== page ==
Jason Black, developmental editor
So you wrote a novel.
That's pretty awesome, actually. Everybody loves to tell themselves they've got a novel in them, but the fraction of people who actually undertake the task of writing it is small. The fraction who complete it, after recognizing the scope of the task, is vanishingly small.
Already you are in elite company.
Most writers' next question is, is it any good? Sometimes, when you remember the exhilaration of writing a scene that had you captivated, or the pride of reaching the end, you probably think it is. Other days, when you remember your day job has nothing to do with writing novels, when you hear how hard getting published is, or when an agent sends you a rejection letter, you probably feel that it isn't.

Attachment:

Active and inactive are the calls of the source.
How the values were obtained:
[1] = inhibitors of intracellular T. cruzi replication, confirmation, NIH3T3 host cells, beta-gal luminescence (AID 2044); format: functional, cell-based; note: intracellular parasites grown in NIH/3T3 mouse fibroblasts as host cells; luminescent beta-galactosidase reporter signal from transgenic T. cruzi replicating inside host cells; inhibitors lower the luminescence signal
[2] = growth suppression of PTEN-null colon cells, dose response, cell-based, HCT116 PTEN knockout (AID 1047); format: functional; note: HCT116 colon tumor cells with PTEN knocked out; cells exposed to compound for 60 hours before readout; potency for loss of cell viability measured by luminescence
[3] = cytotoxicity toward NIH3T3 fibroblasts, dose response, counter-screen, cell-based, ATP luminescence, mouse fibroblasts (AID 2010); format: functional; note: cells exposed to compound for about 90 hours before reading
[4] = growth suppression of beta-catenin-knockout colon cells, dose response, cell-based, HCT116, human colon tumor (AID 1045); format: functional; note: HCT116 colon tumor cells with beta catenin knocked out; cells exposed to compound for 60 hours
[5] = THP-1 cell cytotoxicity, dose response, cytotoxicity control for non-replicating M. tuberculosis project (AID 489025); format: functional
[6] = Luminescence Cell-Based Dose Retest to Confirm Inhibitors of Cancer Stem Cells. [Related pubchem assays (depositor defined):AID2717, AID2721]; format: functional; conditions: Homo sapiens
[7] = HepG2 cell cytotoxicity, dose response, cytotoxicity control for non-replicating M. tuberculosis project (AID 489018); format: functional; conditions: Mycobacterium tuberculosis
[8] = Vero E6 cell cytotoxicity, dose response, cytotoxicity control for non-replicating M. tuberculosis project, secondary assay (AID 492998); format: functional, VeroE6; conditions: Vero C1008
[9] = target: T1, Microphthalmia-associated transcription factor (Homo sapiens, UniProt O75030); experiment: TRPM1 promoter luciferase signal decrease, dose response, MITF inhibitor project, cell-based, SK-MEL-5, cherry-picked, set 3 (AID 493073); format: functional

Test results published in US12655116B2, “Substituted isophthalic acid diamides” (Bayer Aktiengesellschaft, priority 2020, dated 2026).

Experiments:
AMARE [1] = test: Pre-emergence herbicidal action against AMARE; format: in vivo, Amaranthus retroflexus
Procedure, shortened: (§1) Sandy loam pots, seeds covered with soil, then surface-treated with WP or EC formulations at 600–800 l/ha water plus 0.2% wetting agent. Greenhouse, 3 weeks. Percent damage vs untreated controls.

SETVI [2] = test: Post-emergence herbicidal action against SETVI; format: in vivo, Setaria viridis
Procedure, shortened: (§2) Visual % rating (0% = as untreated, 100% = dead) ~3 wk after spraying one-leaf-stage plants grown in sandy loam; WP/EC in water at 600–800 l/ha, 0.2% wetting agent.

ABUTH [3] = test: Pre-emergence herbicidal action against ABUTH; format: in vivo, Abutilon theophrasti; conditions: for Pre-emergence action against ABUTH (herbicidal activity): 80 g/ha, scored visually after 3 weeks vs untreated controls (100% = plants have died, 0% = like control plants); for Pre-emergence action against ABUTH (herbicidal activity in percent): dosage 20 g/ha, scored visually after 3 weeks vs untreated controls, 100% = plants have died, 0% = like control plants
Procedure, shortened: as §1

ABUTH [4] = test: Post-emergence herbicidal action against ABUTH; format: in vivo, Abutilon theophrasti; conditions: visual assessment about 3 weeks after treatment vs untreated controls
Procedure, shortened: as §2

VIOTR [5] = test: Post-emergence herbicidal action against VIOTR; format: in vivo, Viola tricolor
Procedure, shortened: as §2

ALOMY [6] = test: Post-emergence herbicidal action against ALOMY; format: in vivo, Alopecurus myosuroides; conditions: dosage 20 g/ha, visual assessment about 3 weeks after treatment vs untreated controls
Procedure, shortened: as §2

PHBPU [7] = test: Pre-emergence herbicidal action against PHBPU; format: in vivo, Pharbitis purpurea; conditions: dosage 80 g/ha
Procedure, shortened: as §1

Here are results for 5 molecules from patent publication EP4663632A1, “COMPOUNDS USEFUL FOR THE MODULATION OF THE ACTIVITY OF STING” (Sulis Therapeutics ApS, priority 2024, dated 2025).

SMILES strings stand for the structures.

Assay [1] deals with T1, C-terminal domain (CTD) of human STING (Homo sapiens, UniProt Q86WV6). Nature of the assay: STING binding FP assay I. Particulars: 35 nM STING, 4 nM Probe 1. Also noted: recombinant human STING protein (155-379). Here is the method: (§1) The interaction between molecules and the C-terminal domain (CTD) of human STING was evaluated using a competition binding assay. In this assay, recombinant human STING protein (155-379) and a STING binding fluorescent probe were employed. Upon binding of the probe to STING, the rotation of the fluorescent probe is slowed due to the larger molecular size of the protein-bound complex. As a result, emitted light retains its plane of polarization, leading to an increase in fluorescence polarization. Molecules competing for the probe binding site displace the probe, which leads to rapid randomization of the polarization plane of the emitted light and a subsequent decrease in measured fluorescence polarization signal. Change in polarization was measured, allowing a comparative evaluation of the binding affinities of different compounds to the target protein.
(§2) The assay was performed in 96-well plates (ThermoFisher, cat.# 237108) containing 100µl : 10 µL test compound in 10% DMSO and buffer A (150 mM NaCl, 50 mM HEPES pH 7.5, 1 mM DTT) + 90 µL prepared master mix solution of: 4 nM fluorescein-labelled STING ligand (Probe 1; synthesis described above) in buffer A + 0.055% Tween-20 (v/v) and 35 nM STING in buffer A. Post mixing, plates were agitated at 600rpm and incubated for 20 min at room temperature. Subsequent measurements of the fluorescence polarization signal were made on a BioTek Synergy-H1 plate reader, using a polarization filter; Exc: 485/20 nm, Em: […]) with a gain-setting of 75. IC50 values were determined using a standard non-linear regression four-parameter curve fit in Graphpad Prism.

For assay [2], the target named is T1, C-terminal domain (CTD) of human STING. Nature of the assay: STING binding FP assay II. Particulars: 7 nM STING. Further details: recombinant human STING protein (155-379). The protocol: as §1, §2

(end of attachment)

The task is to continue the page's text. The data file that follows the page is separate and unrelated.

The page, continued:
Then you wonder how to fix your novel to make it good.
That's what developmental editors are for. I don't fix it for you, but I help you see what needs fixing in the areas of writing craft, character development, and story structure. Click on over to Editing to learn how the process works, or to Contact if you have any questions.